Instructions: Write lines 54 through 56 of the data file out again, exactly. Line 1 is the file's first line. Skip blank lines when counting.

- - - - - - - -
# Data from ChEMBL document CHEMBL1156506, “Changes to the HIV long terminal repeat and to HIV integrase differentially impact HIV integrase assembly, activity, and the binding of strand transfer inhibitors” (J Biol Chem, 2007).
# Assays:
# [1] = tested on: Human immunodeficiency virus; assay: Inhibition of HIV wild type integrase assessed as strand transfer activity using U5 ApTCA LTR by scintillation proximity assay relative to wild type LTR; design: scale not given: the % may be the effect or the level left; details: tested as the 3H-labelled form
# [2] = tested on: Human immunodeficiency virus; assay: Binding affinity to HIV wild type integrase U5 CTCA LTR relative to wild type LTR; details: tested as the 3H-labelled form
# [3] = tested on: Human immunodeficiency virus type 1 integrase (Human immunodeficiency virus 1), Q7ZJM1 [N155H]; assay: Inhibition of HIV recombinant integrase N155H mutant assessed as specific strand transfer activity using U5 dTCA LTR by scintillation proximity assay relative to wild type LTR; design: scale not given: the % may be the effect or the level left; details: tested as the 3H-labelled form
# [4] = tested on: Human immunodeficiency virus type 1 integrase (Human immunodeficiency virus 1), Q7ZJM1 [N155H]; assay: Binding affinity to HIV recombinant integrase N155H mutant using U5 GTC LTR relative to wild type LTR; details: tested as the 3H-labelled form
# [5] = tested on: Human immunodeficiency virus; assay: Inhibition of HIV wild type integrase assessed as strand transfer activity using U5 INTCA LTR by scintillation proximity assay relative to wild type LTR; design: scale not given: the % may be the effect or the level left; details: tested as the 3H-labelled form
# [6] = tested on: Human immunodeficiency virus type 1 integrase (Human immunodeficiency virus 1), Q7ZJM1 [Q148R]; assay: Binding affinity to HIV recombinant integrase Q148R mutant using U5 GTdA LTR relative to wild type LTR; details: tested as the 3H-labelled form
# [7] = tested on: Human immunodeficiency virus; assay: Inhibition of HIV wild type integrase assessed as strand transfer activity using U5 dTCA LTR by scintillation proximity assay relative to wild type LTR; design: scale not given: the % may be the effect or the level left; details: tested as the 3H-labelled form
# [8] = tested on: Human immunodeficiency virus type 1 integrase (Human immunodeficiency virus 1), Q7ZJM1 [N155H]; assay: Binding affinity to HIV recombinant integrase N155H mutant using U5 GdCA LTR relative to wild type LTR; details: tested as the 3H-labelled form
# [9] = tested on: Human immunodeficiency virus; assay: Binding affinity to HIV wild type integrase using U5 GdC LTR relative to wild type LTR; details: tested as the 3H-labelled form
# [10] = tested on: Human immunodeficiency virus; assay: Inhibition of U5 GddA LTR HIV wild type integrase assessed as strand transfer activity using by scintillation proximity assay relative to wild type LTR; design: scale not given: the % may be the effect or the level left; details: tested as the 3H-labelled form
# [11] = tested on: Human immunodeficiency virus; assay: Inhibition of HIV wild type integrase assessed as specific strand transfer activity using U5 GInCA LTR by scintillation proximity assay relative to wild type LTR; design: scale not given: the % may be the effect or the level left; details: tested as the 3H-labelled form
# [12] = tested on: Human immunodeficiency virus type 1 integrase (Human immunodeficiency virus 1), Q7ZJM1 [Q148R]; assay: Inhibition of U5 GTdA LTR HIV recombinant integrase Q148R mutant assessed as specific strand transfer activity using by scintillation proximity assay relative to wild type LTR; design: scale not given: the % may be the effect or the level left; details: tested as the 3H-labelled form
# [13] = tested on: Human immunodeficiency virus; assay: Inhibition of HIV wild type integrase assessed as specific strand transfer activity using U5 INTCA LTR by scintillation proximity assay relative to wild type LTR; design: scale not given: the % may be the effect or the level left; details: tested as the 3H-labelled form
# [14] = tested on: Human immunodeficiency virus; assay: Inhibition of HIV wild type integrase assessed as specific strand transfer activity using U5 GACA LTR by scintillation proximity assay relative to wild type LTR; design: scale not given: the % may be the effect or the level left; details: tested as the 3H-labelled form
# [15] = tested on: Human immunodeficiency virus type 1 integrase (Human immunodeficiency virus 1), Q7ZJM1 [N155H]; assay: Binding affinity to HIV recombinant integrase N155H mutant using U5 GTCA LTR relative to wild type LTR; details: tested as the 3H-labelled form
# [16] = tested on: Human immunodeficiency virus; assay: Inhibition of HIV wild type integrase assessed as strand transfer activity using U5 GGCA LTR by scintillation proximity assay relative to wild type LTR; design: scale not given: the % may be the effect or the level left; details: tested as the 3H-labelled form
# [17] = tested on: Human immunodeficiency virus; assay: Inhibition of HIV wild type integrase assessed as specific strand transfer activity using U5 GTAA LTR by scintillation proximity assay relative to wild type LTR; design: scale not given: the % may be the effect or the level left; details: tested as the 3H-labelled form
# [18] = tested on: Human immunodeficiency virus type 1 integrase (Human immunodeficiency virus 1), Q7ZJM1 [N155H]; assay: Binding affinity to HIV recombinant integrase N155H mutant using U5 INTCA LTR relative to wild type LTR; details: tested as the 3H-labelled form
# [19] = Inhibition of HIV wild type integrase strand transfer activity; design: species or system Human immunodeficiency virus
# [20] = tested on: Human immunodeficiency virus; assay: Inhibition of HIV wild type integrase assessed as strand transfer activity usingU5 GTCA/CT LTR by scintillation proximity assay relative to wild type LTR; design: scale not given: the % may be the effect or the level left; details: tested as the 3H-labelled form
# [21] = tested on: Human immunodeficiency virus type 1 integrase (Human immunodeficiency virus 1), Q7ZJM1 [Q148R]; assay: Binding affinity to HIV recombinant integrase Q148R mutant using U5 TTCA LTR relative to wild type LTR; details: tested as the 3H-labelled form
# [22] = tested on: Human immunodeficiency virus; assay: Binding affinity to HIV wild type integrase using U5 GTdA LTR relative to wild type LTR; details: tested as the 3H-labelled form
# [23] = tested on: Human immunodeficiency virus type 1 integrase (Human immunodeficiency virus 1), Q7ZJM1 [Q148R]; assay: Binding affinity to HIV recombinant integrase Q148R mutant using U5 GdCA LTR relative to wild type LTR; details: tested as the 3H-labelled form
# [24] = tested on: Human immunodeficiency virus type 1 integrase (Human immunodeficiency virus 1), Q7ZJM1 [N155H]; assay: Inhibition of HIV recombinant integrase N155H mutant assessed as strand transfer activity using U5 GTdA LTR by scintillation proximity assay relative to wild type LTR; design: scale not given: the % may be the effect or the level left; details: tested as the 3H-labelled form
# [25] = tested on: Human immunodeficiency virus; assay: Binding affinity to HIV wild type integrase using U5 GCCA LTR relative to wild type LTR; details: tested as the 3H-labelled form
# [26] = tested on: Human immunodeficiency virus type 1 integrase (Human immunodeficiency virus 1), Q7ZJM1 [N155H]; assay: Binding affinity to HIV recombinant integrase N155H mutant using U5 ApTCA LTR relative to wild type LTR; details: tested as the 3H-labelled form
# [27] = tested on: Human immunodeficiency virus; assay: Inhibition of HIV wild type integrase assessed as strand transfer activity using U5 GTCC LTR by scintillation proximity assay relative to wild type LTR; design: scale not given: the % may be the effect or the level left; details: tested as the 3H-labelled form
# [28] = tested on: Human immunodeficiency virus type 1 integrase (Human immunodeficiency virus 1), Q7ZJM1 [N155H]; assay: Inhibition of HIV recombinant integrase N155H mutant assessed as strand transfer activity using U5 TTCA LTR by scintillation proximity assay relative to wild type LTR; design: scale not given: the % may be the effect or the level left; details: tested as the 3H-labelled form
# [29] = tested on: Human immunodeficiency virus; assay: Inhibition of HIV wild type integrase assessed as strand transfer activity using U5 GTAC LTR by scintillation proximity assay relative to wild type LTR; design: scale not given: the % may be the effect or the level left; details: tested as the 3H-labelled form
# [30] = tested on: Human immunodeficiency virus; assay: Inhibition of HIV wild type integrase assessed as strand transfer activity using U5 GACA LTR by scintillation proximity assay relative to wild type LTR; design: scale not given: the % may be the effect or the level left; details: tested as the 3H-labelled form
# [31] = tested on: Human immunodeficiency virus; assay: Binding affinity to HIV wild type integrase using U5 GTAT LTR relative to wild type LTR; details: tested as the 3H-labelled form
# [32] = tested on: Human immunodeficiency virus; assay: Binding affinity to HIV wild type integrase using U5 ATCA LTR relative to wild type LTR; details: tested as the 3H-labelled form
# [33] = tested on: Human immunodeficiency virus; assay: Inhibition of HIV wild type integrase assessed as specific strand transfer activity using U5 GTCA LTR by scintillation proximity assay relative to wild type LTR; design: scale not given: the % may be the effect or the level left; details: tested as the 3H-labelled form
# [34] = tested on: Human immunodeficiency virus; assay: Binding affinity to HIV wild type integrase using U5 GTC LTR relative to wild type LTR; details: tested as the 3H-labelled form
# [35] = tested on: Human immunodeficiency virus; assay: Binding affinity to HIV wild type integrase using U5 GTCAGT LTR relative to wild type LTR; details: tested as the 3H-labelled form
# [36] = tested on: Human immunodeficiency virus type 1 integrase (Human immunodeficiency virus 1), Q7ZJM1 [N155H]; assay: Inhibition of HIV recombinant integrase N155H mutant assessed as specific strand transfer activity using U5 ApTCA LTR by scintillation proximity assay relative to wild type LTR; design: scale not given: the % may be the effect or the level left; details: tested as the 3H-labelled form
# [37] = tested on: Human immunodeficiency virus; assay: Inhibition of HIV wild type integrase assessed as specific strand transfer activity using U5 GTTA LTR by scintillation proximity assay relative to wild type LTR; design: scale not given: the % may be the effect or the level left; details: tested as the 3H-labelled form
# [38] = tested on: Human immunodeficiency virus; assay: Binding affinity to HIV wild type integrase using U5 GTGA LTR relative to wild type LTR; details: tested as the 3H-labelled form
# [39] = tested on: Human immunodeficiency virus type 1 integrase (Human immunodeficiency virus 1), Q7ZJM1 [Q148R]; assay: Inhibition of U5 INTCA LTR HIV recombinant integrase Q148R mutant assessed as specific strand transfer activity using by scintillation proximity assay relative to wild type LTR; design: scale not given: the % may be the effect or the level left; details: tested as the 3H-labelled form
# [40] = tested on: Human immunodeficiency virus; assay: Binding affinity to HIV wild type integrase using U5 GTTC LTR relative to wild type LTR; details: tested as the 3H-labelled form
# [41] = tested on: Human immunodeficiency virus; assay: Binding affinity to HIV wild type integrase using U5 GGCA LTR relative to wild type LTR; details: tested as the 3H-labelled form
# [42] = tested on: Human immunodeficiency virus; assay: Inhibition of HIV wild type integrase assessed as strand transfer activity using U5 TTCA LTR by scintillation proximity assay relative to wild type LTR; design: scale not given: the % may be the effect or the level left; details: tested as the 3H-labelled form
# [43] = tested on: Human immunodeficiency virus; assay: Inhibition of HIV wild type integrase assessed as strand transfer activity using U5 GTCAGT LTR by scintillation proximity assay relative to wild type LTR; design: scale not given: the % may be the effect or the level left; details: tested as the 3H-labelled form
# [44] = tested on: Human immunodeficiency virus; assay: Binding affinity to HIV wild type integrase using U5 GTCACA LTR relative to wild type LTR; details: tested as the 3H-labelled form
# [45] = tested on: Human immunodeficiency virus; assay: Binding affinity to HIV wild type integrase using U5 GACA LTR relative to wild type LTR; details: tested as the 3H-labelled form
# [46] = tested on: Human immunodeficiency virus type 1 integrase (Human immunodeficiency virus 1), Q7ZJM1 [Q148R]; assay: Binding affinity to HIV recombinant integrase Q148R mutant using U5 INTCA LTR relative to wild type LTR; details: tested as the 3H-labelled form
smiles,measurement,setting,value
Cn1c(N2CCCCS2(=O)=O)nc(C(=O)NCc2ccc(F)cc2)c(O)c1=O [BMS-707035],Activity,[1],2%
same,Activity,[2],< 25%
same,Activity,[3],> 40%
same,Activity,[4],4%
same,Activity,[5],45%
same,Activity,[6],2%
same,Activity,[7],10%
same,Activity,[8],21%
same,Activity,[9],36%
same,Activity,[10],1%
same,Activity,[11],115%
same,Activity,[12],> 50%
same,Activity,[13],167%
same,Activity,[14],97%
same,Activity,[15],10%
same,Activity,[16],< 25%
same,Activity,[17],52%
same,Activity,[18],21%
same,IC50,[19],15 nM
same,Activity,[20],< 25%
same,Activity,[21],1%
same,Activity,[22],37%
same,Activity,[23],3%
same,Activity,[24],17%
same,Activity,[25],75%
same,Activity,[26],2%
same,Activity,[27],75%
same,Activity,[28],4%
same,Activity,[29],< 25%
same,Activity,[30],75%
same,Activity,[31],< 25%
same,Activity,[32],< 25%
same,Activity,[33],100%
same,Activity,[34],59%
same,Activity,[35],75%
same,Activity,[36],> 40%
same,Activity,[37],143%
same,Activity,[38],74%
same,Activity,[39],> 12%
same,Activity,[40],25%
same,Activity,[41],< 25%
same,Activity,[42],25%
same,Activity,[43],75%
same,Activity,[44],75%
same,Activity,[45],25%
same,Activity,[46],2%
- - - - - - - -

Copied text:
same,Activity,[5],45%
same,Activity,[6],2%
same,Activity,[7],10%